Do we enquire for what purpose God is pleased to quicken our souls, to raise us up together with Christ, and to make us sit together in heavenly places? The present verse supplies the answer. "That in the ages to come, He might show the exceeding riches of His grace, in His kindness toward us through Christ Jesus." It is the intent of God to display throughout all eternity the amazing abundance of His grace, as evidenced by His work in His people. To this truth let us now direct our thoughts, and may light from above shine into our souls! Our theme carries us beyond the limits of this perishing scene. We are introduced into the heavenly inheritance. What do we there behold? God is manifested in all the plenitude of His glory. He who is "eternal, immortal, invisible, who dwells in the light which no man can approach unto, whom no man has seen, or can see," is now clearly revealed. Jesus is now seen as He is. Who are they who stand around the throne, and encircle God and the Lamb? They are "a great multitude, whom no man can number, of all nations, and kindreds, and people, and tongues, clothed with white robes, and palms in their hands." What is their employment? They cry, "Salvation unto our God, which sits upon the throne, and unto the Lamb." They will never rest throughout all the ages of eternity, in ascribing the glory of their full redemption to the exceeding riches of God's grace, in His kindness toward them through Christ Jesus.
This salvation consists in their spirits being made perfectly pure and holy; even participating in the nature of God Himself—in their bodies being redeemed from all the filth and pollution of earthly corruption, and being rendered immortal, incorruptible, bright, perfect, spiritual—exactly in every circumstance similar to our Lord's glorious body, and in their exaltation to sit down with Him on His throne, even as He has taken His seat on the Father's throne. They are glorified in body, soul, and spirit, and they share the throne of God and the Lamb. They well know that they are indebted for all their greatness and joy to God's free, sovereign grace in Christ Jesus—and now with one ceaseless hymn of adoration they laud and magnify its exceeding riches. No other note disturbs the harmony of eternity. One God, by His one grace, in the one Savior, has brought this vast company to their one home—and one song is now heard blessing and praising the freeness and the riches of this grace. Thus it is that by our regeneration, resurrection, and exaltation, God will show "in the ages to come the exceeding riches of His grace in His kindness toward us through Christ Jesus." From this explanation of this verse, let us proceed to a few reflections.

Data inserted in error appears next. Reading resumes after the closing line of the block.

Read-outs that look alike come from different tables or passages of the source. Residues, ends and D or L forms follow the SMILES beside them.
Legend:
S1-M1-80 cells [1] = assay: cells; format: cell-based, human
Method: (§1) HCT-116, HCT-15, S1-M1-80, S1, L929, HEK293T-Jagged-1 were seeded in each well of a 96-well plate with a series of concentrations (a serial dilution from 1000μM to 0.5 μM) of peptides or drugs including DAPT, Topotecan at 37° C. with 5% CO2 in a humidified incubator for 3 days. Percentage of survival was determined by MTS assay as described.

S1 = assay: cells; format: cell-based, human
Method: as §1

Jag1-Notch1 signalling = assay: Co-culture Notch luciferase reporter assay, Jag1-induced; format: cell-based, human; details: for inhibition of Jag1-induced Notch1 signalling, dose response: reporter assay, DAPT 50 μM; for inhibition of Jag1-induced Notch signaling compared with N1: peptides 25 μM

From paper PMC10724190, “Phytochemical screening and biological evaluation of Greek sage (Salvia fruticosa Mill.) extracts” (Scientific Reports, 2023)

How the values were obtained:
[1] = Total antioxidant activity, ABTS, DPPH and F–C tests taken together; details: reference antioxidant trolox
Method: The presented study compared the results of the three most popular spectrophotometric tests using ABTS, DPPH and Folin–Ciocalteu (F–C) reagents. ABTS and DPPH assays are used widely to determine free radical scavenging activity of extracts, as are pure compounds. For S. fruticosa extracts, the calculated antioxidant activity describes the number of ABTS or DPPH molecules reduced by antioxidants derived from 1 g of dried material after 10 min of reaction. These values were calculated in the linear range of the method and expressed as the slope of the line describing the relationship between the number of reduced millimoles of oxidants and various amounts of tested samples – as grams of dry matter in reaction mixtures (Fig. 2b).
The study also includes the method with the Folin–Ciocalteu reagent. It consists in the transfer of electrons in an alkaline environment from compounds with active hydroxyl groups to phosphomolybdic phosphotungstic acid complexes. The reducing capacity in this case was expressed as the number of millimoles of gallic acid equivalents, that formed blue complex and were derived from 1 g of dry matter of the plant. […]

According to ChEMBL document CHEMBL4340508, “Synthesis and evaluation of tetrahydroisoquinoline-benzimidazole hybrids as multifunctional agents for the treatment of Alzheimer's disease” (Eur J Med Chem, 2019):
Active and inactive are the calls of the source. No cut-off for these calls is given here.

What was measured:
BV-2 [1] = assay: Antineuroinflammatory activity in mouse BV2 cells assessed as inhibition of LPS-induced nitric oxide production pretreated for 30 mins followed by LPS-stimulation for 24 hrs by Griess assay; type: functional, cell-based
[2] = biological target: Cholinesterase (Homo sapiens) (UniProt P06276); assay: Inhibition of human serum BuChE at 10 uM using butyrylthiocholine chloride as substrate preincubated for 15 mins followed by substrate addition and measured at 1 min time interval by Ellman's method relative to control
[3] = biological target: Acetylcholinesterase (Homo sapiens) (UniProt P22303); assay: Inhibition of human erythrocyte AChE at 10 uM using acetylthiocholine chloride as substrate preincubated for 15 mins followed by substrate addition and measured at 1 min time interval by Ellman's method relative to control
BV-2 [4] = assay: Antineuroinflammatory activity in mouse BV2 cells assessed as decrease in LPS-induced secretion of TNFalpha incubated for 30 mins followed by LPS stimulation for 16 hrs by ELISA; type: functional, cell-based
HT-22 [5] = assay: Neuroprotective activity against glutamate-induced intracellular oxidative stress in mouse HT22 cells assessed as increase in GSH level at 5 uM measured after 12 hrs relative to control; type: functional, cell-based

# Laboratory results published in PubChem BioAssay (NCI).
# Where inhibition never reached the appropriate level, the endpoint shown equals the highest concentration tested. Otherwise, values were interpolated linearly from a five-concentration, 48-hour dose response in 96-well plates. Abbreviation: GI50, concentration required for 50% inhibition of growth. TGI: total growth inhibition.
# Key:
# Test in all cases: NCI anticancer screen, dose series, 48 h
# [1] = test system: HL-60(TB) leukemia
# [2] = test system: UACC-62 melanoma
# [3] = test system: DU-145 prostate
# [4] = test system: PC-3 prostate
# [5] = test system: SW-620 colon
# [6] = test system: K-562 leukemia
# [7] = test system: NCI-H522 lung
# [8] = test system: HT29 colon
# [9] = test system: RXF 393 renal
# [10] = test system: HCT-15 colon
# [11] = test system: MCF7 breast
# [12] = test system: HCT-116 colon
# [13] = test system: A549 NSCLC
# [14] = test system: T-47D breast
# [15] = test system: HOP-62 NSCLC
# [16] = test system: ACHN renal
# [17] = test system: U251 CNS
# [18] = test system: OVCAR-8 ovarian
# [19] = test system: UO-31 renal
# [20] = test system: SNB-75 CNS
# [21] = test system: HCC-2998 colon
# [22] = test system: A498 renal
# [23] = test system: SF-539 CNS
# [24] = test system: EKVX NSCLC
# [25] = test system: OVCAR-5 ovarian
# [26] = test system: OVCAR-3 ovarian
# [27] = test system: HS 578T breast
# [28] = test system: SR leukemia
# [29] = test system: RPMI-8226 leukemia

(1.) We see how God has purposed to display the riches of His glory in the ages to come, and shall we not now commence the song which is so pleasing to His ears? Let us glorify now in the house of our bondage the exceeding riches of His grace. When we draw near to the mercy-seat through the blood of Jesus, let us confess unto God our utter misery, and vileness, and corruption, and pollution, and iniquity by nature—let us strip ourselves of the filthy rags of our own righteousness, and bless God that He has condescended to look upon us in our low estate, and to give us grace and glory. Let us tell Him, that when we merited nothing but hell, He has been pleased to give us freely all things, even all spiritual blessings in heavenly places in Christ. Let us never be ashamed to confess before men, that we are debtors to grace for all things. While worldlings boast that they "are rich, and increased with goods, and have need of nothing," let us avow that in ourselves we "are wretched, and miserable, and poor, and blind, and naked;" but that God, in His kindness toward us in Christ Jesus, has quickened us, and raised us up, and made us to sit in heavenly places in Christ Jesus—and openly declare, that He has so blessed us in the exceeding riches of His grace.
(2.) Let us look forward to the ages before us. God's kindness toward us through Christ Jesus is kindness for never-ending ages. Let this thought enable us to rise high above the afflictions and troubles of this brief day. For the endless joy set before us, let us endure these short-lived trials, and "reckon that the sufferings of this present time are not worthy to be compared with the glory that shall be revealed in us." Let us look less "to the things which are seen; and more to the things which are not seen—for the things which are seen are temporal, but the things which are not seen are eternal." Let us remember our high calling. God has quickened us, and raised us, and exalted us, that we might be the monuments of His grace throughout all the ages to come.